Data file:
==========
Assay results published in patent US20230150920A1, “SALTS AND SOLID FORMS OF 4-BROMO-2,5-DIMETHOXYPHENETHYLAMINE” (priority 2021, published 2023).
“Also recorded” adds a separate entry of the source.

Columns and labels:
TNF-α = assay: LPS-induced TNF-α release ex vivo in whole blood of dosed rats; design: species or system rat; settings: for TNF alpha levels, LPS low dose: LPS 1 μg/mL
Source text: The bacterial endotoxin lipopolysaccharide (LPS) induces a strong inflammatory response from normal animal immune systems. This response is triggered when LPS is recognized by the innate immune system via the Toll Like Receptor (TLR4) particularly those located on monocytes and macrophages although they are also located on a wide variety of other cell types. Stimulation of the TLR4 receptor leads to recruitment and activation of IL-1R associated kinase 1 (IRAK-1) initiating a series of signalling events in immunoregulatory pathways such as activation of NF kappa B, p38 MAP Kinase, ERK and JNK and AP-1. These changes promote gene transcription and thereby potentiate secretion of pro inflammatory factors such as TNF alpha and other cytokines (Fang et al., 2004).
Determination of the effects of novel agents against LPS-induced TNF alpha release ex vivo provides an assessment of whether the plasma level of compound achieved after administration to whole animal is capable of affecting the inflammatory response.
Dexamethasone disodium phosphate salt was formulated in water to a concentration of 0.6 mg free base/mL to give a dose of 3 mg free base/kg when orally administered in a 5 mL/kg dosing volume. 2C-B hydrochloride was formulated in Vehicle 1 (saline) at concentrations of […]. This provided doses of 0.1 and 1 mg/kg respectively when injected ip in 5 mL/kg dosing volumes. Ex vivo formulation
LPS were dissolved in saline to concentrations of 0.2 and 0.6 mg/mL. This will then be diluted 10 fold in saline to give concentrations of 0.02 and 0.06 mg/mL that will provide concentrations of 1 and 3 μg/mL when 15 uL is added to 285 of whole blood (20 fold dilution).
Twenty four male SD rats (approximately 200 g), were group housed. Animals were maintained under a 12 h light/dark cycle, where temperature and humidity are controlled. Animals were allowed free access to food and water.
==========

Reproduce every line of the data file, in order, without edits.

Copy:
Assay results published in patent US20230150920A1, “SALTS AND SOLID FORMS OF 4-BROMO-2,5-DIMETHOXYPHENETHYLAMINE” (priority 2021, published 2023).
“Also recorded” adds a separate entry of the source.

Columns and labels:
TNF-α = assay: LPS-induced TNF-α release ex vivo in whole blood of dosed rats; design: species or system rat; settings: for TNF alpha levels, LPS low dose: LPS 1 μg/mL
Source text: The bacterial endotoxin lipopolysaccharide (LPS) induces a strong inflammatory response from normal animal immune systems. This response is triggered when LPS is recognized by the innate immune system via the Toll Like Receptor (TLR4) particularly those located on monocytes and macrophages although they are also located on a wide variety of other cell types. Stimulation of the TLR4 receptor leads to recruitment and activation of IL-1R associated kinase 1 (IRAK-1) initiating a series of signalling events in immunoregulatory pathways such as activation of NF kappa B, p38 MAP Kinase, ERK and JNK and AP-1. These changes promote gene transcription and thereby potentiate secretion of pro inflammatory factors such as TNF alpha and other cytokines (Fang et al., 2004).
Determination of the effects of novel agents against LPS-induced TNF alpha release ex vivo provides an assessment of whether the plasma level of compound achieved after administration to whole animal is capable of affecting the inflammatory response.
Dexamethasone disodium phosphate salt was formulated in water to a concentration of 0.6 mg free base/mL to give a dose of 3 mg free base/kg when orally administered in a 5 mL/kg dosing volume. 2C-B hydrochloride was formulated in Vehicle 1 (saline) at concentrations of […]. This provided doses of 0.1 and 1 mg/kg respectively when injected ip in 5 mL/kg dosing volumes. Ex vivo formulation
LPS were dissolved in saline to concentrations of 0.2 and 0.6 mg/mL. This will then be diluted 10 fold in saline to give concentrations of 0.02 and 0.06 mg/mL that will provide concentrations of 1 and 3 μg/mL when 15 uL is added to 285 of whole blood (20 fold dilution).
Twenty four male SD rats (approximately 200 g), were group housed. Animals were maintained under a 12 h light/dark cycle, where temperature and humidity are controlled. Animals were allowed free access to food and water.